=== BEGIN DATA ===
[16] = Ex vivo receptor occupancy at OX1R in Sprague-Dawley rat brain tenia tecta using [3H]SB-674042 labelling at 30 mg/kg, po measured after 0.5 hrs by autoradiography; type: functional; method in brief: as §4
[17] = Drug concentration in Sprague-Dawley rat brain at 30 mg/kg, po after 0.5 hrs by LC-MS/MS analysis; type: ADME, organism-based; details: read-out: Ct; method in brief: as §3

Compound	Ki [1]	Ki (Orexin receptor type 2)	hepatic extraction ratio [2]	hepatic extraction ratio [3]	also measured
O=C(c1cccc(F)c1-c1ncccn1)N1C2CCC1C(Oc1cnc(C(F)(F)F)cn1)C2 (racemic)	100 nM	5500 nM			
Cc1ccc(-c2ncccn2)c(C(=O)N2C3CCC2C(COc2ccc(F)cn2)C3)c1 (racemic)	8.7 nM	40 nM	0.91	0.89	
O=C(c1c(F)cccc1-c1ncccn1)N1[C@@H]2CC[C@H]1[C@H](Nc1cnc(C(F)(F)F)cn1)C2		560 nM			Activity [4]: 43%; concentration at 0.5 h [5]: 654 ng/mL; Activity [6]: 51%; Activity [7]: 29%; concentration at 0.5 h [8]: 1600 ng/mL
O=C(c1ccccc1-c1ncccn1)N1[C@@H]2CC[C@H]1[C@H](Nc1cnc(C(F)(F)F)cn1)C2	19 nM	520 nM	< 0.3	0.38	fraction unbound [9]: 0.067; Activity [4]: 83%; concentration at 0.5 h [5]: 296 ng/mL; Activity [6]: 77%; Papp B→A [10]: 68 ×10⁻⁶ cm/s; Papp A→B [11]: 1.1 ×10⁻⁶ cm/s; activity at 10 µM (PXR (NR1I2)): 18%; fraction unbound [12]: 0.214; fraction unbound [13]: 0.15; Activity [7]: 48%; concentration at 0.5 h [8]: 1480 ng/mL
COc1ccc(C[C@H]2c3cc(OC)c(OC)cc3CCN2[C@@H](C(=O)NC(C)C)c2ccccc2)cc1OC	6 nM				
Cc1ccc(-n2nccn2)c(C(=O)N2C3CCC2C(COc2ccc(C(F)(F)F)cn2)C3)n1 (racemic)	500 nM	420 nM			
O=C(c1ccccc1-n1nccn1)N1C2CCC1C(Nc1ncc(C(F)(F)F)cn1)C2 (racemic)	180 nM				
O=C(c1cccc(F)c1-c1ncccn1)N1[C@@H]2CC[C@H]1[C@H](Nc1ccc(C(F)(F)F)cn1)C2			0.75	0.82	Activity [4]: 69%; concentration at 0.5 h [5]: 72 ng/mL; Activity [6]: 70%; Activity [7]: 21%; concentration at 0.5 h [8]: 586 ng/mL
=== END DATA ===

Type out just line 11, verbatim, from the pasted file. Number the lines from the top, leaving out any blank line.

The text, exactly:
O=C(c1cccc(F)c1-c1ncccn1)N1[C@@H]2CC[C@H]1[C@H](Nc1ccc(C(F)(F)F)cn1)C2			0.75	0.82	Activity [4]: 69%; concentration at 0.5 h [5]: 72 ng/mL; Activity [6]: 70%; Activity [7]: 21%; concentration at 0.5 h [8]: 586 ng/mL